I think the company should provide at least something, whether it is paying for meals or travel, offering an honorarium or equity. I encourage startups pay between $100 and $500 per meeting. They can also host a meal or cover incidental expenses. In large corporations, the compensation paid annually to advisory board members ranges between a third to half of that paid to regular directors.

In the BDC survey, 57% of members of advisory boards were not compensated. Pierre Cleroux (VP of Research and Chief Economist at BDC) told me that the majority of advisors in Canada are simply there to help small businesses succeed and do not see it as a way to enrich themselves. We also talked about the stark difference between US and Canadian startups’ willingness to give equity to advisors. Cleroux said, “We found that Canadian entrepreneurs are very reluctant to share equity. Canadian entrepreneurs typically save equity for financing, and they want to control their businesses.

The size of the board is another cost consideration. A University of Pennsylvania study concluded, however, that after six people the level of collaboration drops. According to this research, the BDC Study revealed that the average size of advisory boards was five.

A Quick Look at Equity

has been extensively debating equity. Equity makes no sense for an established company since they are able to pay in cash. A startup might be tempted by the chance to gain access to high-profile advisors in exchange for a few percentages. Here, founders need to tread carefully. It may be a warning when an advisor demands a substantial stipend or equity upfront. Equity incentives are expensive and can reflect badly on the founder if the advisor provides little or no value. When it comes to equity, I suggest that the relationship between advisor and founder start in a honeymoon period, where equity is only available after the advisor provides tangible value.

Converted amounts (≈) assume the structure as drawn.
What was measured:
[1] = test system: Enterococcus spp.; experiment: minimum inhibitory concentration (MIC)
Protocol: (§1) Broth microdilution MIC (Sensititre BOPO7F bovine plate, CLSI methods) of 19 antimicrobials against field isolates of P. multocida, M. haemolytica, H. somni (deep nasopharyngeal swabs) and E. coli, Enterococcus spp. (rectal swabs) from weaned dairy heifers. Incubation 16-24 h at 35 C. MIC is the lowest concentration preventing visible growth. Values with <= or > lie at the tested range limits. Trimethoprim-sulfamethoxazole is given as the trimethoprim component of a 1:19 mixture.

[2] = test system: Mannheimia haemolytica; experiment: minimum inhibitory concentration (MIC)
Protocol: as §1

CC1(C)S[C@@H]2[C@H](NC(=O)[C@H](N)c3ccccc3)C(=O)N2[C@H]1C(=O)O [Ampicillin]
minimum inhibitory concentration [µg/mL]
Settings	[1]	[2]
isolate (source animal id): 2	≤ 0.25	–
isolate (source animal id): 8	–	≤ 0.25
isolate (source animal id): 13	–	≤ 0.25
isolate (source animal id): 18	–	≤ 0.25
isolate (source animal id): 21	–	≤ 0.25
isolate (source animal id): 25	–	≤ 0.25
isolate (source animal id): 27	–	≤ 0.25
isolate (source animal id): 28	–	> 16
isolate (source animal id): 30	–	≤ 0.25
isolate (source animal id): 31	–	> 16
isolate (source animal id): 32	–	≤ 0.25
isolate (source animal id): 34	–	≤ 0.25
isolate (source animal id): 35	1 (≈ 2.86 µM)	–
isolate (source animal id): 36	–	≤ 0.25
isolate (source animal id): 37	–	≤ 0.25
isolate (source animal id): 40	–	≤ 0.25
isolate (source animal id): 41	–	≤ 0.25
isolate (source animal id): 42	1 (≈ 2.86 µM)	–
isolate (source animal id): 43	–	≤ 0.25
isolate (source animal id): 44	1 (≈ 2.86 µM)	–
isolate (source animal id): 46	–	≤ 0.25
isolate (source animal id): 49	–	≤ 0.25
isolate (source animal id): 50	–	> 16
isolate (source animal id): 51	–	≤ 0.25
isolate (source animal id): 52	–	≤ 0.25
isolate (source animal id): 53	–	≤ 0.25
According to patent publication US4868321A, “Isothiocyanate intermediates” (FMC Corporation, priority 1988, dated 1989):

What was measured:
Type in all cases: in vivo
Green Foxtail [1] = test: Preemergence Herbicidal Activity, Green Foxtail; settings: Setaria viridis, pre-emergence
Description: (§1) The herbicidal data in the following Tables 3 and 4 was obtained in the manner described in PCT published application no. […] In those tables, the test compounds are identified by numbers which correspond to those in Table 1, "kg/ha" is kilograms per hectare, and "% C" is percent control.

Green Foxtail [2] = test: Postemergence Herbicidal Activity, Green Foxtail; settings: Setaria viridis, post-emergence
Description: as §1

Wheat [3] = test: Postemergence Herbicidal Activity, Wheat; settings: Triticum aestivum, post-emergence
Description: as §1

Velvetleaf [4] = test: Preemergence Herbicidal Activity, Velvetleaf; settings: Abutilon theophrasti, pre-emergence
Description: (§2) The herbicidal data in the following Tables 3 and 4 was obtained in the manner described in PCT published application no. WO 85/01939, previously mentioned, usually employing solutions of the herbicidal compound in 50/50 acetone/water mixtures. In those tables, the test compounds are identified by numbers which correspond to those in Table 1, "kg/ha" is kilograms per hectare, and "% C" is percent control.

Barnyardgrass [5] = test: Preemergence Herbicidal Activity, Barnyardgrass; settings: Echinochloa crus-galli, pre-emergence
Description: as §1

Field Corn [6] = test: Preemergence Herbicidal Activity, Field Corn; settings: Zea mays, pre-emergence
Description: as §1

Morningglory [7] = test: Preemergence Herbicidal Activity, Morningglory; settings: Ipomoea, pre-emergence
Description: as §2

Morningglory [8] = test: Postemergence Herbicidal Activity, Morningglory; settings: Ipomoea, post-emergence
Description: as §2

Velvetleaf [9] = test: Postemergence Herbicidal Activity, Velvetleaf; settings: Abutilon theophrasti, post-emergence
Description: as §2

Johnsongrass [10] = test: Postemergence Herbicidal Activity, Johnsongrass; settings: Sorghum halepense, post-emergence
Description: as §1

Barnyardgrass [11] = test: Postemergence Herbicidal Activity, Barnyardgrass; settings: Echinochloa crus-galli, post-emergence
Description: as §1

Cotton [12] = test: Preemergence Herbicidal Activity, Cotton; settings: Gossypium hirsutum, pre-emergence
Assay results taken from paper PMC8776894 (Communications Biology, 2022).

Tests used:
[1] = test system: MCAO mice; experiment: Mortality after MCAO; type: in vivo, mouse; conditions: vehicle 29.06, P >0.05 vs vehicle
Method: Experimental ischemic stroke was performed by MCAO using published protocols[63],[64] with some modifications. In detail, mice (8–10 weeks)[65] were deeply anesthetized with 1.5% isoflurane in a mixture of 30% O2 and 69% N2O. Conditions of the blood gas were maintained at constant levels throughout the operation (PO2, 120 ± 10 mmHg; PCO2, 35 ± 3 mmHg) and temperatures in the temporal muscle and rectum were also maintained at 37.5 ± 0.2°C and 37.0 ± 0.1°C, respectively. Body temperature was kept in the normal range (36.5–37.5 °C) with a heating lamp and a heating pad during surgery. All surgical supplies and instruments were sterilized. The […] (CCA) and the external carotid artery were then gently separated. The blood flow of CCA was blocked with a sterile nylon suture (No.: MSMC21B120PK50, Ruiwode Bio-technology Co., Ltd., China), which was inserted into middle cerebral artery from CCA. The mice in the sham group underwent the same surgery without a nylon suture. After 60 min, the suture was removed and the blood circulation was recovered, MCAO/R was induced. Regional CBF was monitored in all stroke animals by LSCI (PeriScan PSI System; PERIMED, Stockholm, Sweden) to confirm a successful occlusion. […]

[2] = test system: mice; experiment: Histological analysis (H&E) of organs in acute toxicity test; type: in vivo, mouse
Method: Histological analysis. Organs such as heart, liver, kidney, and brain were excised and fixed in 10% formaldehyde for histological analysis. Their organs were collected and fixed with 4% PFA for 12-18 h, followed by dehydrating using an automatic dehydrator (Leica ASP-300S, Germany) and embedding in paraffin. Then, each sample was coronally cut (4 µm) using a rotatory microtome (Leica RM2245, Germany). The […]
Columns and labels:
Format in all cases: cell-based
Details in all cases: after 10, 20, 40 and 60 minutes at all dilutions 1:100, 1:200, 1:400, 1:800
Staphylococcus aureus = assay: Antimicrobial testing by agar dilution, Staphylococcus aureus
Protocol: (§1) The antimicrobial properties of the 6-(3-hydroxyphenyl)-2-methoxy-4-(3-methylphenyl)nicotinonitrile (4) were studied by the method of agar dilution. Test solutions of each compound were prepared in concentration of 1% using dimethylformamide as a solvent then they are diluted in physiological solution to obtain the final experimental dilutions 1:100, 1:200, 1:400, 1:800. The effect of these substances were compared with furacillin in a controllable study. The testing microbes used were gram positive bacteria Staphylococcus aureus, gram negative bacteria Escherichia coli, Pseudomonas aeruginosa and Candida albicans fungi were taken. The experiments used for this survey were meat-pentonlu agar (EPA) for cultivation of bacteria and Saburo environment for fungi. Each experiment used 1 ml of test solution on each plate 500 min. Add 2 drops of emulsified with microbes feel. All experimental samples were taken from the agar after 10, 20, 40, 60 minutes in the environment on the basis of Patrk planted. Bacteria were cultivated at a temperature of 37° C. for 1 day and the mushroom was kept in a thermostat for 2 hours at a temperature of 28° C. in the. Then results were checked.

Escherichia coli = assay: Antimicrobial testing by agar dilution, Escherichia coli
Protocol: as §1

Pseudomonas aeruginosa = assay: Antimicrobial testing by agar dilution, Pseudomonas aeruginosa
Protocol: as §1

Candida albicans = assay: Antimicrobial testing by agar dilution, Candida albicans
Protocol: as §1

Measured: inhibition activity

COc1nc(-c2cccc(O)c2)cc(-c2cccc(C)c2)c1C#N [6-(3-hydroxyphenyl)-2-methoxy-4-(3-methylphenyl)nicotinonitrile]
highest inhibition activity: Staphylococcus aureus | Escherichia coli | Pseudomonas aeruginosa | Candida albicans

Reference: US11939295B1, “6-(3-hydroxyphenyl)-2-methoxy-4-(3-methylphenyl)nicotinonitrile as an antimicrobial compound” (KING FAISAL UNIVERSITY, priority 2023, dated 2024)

A tech founder hurriedly drafted an email offering what appeared to be 20% equity. The advisor agreed quickly to these terms because they seemed generous. When it came time to finalize the deal, there were some issues. The founder offered 20% of the option pool. (20% of 10% would be 2% of all shares). The advisor, on the other hand, was expecting to receive 20% of the company. I was able to facilitate a solution when I demonstrated that the advisor’s request for 20% of the entire company was way above the benchmark terms. This amount would negatively affect the company’s ability to raise capital.

Return on Investment (ROI) Framework

Note that a board of advisors is not always the best way to get advice (cost-wise and otherwise). Alternatives to an advisory board include current employees, newly hired staff, and third-party service providers. The members of the advisory committee should have an x-factor, like a valuable network or extensive experience.

It’s hard to find representative statistics. While there are anecdotal examples of ROI for advisory boards (showing returns of more than $100 million for large corporations to higher evaluations in startups), it isn’t easy to pinpoint representative statistics. We can, however, borrow from ROI Frameworks that are used by companies that consider customer advisory boards in order to engage current and potential customers. Analyzing ROI for advisory board projects should be done the same way as any other corporate finance project. Consider the costs, the potential returns, and how you will weigh the return versus other investment options.